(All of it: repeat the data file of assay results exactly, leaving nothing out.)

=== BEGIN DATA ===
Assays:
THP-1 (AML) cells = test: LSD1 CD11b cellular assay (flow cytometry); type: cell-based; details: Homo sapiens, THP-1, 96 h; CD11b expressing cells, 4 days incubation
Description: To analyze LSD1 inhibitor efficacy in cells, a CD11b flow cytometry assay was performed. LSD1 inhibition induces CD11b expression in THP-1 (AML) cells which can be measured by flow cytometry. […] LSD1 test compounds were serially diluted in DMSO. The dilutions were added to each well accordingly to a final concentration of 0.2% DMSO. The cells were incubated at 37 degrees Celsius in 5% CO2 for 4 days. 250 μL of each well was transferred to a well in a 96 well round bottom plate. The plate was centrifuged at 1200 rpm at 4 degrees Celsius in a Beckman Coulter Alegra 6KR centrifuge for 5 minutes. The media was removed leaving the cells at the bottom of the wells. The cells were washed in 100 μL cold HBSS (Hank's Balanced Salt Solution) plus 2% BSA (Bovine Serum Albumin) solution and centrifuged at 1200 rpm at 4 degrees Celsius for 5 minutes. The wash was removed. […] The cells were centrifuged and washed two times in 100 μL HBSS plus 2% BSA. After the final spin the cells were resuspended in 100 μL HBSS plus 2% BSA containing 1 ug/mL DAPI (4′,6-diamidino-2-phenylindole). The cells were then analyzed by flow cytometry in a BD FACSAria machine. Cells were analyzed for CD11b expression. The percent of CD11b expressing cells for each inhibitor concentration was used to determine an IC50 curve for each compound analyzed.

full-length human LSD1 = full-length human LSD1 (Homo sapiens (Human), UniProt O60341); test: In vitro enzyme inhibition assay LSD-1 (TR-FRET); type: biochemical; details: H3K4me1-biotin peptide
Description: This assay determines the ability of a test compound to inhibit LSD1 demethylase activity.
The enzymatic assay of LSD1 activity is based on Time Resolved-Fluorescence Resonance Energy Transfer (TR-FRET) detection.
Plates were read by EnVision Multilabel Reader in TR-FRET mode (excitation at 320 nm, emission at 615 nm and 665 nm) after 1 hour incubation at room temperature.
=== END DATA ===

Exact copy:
Assays:
THP-1 (AML) cells = test: LSD1 CD11b cellular assay (flow cytometry); type: cell-based; details: Homo sapiens, THP-1, 96 h; CD11b expressing cells, 4 days incubation
Description: To analyze LSD1 inhibitor efficacy in cells, a CD11b flow cytometry assay was performed. LSD1 inhibition induces CD11b expression in THP-1 (AML) cells which can be measured by flow cytometry. […] LSD1 test compounds were serially diluted in DMSO. The dilutions were added to each well accordingly to a final concentration of 0.2% DMSO. The cells were incubated at 37 degrees Celsius in 5% CO2 for 4 days. 250 μL of each well was transferred to a well in a 96 well round bottom plate. The plate was centrifuged at 1200 rpm at 4 degrees Celsius in a Beckman Coulter Alegra 6KR centrifuge for 5 minutes. The media was removed leaving the cells at the bottom of the wells. The cells were washed in 100 μL cold HBSS (Hank's Balanced Salt Solution) plus 2% BSA (Bovine Serum Albumin) solution and centrifuged at 1200 rpm at 4 degrees Celsius for 5 minutes. The wash was removed. […] The cells were centrifuged and washed two times in 100 μL HBSS plus 2% BSA. After the final spin the cells were resuspended in 100 μL HBSS plus 2% BSA containing 1 ug/mL DAPI (4′,6-diamidino-2-phenylindole). The cells were then analyzed by flow cytometry in a BD FACSAria machine. Cells were analyzed for CD11b expression. The percent of CD11b expressing cells for each inhibitor concentration was used to determine an IC50 curve for each compound analyzed.

full-length human LSD1 = full-length human LSD1 (Homo sapiens (Human), UniProt O60341); test: In vitro enzyme inhibition assay LSD-1 (TR-FRET); type: biochemical; details: H3K4me1-biotin peptide
Description: This assay determines the ability of a test compound to inhibit LSD1 demethylase activity.
The enzymatic assay of LSD1 activity is based on Time Resolved-Fluorescence Resonance Energy Transfer (TR-FRET) detection.
Plates were read by EnVision Multilabel Reader in TR-FRET mode (excitation at 320 nm, emission at 615 nm and 665 nm) after 1 hour incubation at room temperature.